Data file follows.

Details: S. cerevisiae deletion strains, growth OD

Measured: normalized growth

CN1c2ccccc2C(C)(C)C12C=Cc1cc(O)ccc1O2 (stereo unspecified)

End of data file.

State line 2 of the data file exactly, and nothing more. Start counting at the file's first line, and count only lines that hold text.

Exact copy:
Measured: normalized growth